When we first think of the dramatic element we think of that which is only connected with the stage. Such is not the correct conception of the dramatic element. The word “drama” comes from the Greeks who were the originators of the modern drama. The word as such means “to do” or “to act”. It refers, first of all, to that portrayal of life and action which was intended to be produced on the stage. Then it refers to that enacted on the stage, in the theatre itself. A drama or play, written or enacted, is intended to be a portrayal of life’s action. Therefore we often hear the word drama applied to more than just the composition or performance.
We often speak of the drama of life. We mean then the action of life and not the drama as literature. And we refer, when speaking of the drama of life, not to every part of life, but only to the action of life and life when taken as one whole. When we think of life as a whole, life with a beginning and an end, as a unity we consider it one’s drama. There are, however, also many parts to life which are dramas by themselves. There are series of events, connected and having interest and vividness which supply the material for the writers of dramatic literature. That action of life which is a unity, and is vivid and interesting, is what I would call the dramatic element.
Many of us do not notice the dramatic element in much of life’s action. There is the action of life which we would consider monotonous, uninteresting, without connection and purpose. Yet a keen observer, an artist notices much more and is able to describe it to us and cause us to see it then also. As it is with beauty so it is with the dramatic element. Many things we do not at first consider beautiful until someone brings out their beauty for us. There are some things that we do consider beautiful but lack the power to express their beauty. Then too we enjoy an artist’s description of its beauty. And because of the ability to observe and express the artist is also able to create for us dramatic elements which are true to life. Originally the dramatic element took place as God arranged it, for He is the Master Artist, and ruler over all things. Situations arise because of man’s sinful will and action but all as it is ruled and governed by God, Who determines the drama of life and every dramatic element. We are called upon to observe and appreciate the observation of others who show us the hand of God in life. It is God Who also gives to some men more than others that gift to see and to express and to reproduce. The ability of the artist comes from God, the giver of all good and perfect gifts.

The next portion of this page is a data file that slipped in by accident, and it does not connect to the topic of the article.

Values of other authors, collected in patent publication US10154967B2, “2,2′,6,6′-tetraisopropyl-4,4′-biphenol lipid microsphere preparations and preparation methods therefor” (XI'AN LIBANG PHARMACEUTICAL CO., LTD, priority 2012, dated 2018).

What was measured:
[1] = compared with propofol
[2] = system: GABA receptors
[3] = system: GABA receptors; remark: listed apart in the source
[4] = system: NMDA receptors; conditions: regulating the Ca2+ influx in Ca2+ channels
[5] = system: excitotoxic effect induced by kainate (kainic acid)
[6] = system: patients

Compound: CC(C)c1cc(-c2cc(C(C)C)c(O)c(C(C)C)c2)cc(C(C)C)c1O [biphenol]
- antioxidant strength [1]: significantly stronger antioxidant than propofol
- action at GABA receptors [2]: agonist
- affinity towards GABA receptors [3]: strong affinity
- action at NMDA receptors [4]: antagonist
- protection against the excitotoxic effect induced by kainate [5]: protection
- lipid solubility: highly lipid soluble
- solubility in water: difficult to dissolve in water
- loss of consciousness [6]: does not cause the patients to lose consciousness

The novel makes much of the dramatic element. Because of the dramatic element in the novel they are often reproduced on the stage. So even the novel takes the place of the drama which was that prose written for the theatre.